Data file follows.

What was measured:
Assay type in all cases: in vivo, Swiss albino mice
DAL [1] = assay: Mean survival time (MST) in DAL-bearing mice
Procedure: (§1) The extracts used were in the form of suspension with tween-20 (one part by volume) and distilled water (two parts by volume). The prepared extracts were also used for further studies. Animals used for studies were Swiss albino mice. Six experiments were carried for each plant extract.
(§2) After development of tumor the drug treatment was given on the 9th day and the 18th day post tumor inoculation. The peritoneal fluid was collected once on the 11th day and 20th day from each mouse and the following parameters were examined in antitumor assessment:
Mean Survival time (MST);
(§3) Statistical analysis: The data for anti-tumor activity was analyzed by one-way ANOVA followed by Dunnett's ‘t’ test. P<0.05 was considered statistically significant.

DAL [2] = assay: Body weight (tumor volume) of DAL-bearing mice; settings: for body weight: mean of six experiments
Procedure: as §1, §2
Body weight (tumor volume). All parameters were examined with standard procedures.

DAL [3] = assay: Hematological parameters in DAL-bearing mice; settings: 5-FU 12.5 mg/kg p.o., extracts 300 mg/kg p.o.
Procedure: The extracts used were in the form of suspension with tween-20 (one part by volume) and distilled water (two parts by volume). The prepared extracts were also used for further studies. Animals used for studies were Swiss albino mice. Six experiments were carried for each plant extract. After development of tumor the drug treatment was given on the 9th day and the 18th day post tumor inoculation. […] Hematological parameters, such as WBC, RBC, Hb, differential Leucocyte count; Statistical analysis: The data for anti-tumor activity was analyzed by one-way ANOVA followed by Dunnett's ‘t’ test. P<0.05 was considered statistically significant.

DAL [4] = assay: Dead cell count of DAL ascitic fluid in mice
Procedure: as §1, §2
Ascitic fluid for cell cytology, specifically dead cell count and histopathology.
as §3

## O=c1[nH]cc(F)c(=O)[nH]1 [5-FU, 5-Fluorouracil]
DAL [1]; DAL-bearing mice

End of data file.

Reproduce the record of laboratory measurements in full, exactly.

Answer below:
What was measured:
Assay type in all cases: in vivo, Swiss albino mice
DAL [1] = assay: Mean survival time (MST) in DAL-bearing mice
Procedure: (§1) The extracts used were in the form of suspension with tween-20 (one part by volume) and distilled water (two parts by volume). The prepared extracts were also used for further studies. Animals used for studies were Swiss albino mice. Six experiments were carried for each plant extract.
(§2) After development of tumor the drug treatment was given on the 9th day and the 18th day post tumor inoculation. The peritoneal fluid was collected once on the 11th day and 20th day from each mouse and the following parameters were examined in antitumor assessment:
Mean Survival time (MST);
(§3) Statistical analysis: The data for anti-tumor activity was analyzed by one-way ANOVA followed by Dunnett's ‘t’ test. P<0.05 was considered statistically significant.

DAL [2] = assay: Body weight (tumor volume) of DAL-bearing mice; settings: for body weight: mean of six experiments
Procedure: as §1, §2
Body weight (tumor volume). All parameters were examined with standard procedures.

DAL [3] = assay: Hematological parameters in DAL-bearing mice; settings: 5-FU 12.5 mg/kg p.o., extracts 300 mg/kg p.o.
Procedure: The extracts used were in the form of suspension with tween-20 (one part by volume) and distilled water (two parts by volume). The prepared extracts were also used for further studies. Animals used for studies were Swiss albino mice. Six experiments were carried for each plant extract. After development of tumor the drug treatment was given on the 9th day and the 18th day post tumor inoculation. […] Hematological parameters, such as WBC, RBC, Hb, differential Leucocyte count; Statistical analysis: The data for anti-tumor activity was analyzed by one-way ANOVA followed by Dunnett's ‘t’ test. P<0.05 was considered statistically significant.

DAL [4] = assay: Dead cell count of DAL ascitic fluid in mice
Procedure: as §1, §2
Ascitic fluid for cell cytology, specifically dead cell count and histopathology.
as §3

## O=c1[nH]cc(F)c(=O)[nH]1 [5-FU, 5-Fluorouracil]
DAL [1]; DAL-bearing mice